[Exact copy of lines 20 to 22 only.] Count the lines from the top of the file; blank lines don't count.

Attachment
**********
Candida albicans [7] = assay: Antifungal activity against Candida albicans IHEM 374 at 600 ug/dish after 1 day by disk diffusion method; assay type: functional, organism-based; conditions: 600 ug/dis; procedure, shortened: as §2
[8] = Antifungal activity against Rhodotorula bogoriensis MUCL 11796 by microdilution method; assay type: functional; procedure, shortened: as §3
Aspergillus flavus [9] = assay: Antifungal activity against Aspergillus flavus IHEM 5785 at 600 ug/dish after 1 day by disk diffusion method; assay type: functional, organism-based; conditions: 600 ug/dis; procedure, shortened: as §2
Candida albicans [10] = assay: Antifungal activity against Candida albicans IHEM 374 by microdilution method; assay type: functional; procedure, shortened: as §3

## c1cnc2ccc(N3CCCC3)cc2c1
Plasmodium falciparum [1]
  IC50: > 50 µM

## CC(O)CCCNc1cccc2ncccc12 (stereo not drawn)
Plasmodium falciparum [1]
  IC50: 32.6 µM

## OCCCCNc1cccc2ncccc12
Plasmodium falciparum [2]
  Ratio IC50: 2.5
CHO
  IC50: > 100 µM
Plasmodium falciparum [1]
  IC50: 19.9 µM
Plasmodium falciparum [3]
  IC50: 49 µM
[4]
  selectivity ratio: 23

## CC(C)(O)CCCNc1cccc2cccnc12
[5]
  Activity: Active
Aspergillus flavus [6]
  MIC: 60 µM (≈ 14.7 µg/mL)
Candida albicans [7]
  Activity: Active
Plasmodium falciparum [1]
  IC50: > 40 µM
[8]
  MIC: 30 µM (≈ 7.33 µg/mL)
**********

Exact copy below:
[4]
  selectivity ratio: 23

## CC(C)(O)CCCNc1cccc2cccnc12